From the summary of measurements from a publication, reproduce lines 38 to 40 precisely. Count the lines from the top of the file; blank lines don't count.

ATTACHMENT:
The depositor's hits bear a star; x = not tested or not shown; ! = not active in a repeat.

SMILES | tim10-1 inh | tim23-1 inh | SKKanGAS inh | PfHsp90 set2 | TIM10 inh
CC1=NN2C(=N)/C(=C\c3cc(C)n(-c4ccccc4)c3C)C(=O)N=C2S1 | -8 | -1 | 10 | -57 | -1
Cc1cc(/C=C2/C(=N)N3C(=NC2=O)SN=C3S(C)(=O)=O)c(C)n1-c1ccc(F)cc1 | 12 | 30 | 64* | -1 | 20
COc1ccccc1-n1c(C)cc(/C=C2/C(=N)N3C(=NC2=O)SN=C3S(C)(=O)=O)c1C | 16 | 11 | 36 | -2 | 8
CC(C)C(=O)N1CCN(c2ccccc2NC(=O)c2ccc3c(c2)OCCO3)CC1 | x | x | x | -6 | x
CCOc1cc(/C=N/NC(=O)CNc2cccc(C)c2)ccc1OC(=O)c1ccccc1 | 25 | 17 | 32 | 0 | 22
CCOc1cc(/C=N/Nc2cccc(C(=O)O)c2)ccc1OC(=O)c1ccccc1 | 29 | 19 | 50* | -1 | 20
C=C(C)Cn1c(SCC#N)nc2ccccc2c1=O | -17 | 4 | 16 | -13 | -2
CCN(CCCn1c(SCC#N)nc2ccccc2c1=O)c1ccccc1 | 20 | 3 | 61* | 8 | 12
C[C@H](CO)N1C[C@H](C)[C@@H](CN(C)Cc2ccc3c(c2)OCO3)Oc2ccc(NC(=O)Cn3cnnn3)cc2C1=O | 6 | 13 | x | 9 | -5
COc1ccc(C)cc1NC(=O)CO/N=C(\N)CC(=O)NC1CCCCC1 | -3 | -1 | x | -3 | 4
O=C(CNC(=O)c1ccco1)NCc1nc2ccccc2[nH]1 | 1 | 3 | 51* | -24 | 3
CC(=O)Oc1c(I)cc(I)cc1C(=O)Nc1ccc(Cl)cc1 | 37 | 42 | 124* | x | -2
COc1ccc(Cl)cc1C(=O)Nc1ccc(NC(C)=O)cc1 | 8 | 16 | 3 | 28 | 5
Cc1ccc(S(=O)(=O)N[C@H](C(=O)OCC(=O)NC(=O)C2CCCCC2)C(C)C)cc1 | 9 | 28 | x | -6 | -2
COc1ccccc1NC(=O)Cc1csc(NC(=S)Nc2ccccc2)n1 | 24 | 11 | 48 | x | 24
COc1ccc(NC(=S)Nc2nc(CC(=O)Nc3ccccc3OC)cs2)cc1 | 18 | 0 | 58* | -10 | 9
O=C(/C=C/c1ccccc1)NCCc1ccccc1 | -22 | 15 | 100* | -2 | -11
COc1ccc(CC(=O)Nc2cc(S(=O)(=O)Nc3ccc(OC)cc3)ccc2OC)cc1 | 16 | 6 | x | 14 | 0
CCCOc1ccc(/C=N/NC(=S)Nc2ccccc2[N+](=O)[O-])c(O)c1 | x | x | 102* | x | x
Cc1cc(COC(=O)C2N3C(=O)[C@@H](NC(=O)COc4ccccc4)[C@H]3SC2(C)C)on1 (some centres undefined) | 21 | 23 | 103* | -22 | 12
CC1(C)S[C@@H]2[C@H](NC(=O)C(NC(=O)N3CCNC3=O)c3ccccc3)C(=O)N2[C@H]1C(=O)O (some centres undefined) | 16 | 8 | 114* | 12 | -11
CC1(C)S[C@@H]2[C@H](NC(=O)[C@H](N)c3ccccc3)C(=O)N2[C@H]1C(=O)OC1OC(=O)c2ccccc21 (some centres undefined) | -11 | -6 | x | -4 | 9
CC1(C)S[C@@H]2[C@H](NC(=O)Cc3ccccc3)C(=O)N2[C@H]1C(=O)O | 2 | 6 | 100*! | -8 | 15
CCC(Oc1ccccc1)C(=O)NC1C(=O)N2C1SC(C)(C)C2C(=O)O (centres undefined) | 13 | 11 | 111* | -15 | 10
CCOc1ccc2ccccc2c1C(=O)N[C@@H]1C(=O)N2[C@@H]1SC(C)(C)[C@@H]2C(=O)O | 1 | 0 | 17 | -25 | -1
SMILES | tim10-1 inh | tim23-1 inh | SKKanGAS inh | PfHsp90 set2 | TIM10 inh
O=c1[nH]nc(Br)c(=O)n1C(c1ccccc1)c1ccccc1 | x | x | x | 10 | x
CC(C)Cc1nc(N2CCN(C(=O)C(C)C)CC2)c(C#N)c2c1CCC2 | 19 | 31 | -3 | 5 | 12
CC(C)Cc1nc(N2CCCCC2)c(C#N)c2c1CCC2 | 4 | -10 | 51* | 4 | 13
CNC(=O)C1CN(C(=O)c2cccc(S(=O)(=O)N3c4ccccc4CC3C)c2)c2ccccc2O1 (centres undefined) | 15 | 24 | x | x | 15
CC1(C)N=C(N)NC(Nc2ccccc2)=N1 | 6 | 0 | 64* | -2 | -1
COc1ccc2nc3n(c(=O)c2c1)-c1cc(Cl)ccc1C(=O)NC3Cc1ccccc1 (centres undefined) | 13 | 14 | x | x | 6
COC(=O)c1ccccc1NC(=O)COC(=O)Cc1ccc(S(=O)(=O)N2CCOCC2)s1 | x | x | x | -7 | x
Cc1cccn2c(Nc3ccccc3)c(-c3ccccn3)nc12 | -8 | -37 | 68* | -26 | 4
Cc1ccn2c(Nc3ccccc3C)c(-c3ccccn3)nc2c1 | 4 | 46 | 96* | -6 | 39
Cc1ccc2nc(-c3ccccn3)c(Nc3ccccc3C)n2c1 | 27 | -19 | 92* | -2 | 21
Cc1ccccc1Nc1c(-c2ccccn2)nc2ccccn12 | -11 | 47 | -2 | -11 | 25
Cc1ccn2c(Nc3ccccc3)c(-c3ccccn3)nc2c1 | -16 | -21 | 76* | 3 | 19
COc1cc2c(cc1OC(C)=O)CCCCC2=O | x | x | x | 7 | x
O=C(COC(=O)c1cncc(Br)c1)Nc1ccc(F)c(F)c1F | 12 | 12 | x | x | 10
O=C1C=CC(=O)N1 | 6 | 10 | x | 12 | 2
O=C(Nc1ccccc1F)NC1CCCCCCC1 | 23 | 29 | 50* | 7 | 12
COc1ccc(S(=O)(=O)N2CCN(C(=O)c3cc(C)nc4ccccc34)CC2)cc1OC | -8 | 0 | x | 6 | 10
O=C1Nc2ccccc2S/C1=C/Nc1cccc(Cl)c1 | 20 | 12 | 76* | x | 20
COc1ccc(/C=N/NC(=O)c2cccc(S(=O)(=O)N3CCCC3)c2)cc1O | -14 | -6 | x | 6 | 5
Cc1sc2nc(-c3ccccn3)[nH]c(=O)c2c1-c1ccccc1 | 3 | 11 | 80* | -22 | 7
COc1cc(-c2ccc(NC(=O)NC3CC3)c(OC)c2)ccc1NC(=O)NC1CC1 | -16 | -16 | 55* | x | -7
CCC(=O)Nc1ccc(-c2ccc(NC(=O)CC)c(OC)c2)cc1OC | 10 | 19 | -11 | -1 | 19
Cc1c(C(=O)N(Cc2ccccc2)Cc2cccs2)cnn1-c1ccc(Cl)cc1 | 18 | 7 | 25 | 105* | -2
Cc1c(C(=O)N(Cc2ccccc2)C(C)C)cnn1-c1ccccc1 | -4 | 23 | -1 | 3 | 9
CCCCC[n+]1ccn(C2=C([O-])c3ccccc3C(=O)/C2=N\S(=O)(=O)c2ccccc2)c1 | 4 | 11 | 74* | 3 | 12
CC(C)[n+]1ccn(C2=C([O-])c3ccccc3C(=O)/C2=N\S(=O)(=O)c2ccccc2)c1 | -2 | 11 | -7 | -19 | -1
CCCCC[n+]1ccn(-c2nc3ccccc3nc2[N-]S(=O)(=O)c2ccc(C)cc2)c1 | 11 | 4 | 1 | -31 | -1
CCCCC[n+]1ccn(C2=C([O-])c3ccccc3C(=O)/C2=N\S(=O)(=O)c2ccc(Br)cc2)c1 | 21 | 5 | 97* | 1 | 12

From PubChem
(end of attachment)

Cc1ccc2nc(-c3ccccn3)c(Nc3ccccc3C)n2c1 | 27 | -19 | 92* | -2 | 21
Cc1ccccc1Nc1c(-c2ccccn2)nc2ccccn12 | -11 | 47 | -2 | -11 | 25
Cc1ccn2c(Nc3ccccc3)c(-c3ccccn3)nc2c1 | -16 | -21 | 76* | 3 | 19